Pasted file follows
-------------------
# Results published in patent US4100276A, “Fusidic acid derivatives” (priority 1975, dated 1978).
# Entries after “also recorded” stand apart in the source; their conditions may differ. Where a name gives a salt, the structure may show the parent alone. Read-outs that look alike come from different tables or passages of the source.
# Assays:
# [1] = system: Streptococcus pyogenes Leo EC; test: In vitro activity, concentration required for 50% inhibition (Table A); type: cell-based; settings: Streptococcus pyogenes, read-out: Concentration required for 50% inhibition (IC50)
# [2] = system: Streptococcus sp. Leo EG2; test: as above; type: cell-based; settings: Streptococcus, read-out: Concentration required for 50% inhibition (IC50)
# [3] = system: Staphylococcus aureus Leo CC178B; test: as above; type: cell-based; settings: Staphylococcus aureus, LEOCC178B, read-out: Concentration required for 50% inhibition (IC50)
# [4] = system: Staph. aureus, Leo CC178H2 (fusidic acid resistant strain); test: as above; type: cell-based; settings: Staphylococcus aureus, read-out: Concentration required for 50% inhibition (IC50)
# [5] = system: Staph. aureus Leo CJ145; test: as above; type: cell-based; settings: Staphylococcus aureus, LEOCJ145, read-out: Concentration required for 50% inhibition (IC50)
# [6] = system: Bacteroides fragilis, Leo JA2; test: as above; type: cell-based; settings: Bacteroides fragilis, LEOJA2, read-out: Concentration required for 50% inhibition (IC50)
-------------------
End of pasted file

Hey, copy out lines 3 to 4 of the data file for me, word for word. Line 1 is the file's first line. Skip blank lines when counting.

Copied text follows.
# Assays:
# [1] = system: Streptococcus pyogenes Leo EC; test: In vitro activity, concentration required for 50% inhibition (Table A); type: cell-based; settings: Streptococcus pyogenes, read-out: Concentration required for 50% inhibition (IC50)